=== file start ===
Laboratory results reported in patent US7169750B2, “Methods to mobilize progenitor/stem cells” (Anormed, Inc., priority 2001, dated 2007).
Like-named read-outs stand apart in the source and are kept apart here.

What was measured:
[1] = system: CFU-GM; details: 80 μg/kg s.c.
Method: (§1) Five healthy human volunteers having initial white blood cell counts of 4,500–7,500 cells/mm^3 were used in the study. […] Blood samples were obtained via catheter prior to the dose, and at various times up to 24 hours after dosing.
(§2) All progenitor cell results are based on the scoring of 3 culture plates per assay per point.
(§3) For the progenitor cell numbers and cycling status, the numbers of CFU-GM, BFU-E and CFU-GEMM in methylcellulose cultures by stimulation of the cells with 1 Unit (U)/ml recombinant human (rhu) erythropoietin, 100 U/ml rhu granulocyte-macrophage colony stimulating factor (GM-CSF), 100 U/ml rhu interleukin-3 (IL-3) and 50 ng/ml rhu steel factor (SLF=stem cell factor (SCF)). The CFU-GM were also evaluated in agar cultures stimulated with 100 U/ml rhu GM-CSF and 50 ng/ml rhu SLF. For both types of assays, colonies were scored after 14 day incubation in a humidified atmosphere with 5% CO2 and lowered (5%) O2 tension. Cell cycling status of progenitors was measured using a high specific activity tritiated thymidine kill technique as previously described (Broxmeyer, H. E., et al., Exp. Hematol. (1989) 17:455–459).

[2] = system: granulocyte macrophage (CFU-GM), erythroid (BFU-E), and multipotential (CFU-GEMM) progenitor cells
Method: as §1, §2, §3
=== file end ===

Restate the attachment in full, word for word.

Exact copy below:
Laboratory results reported in patent US7169750B2, “Methods to mobilize progenitor/stem cells” (Anormed, Inc., priority 2001, dated 2007).
Like-named read-outs stand apart in the source and are kept apart here.

What was measured:
[1] = system: CFU-GM; details: 80 μg/kg s.c.
Method: (§1) Five healthy human volunteers having initial white blood cell counts of 4,500–7,500 cells/mm^3 were used in the study. […] Blood samples were obtained via catheter prior to the dose, and at various times up to 24 hours after dosing.
(§2) All progenitor cell results are based on the scoring of 3 culture plates per assay per point.
(§3) For the progenitor cell numbers and cycling status, the numbers of CFU-GM, BFU-E and CFU-GEMM in methylcellulose cultures by stimulation of the cells with 1 Unit (U)/ml recombinant human (rhu) erythropoietin, 100 U/ml rhu granulocyte-macrophage colony stimulating factor (GM-CSF), 100 U/ml rhu interleukin-3 (IL-3) and 50 ng/ml rhu steel factor (SLF=stem cell factor (SCF)). The CFU-GM were also evaluated in agar cultures stimulated with 100 U/ml rhu GM-CSF and 50 ng/ml rhu SLF. For both types of assays, colonies were scored after 14 day incubation in a humidified atmosphere with 5% CO2 and lowered (5%) O2 tension. Cell cycling status of progenitors was measured using a high specific activity tritiated thymidine kill technique as previously described (Broxmeyer, H. E., et al., Exp. Hematol. (1989) 17:455–459).

[2] = system: granulocyte macrophage (CFU-GM), erythroid (BFU-E), and multipotential (CFU-GEMM) progenitor cells
Method: as §1, §2, §3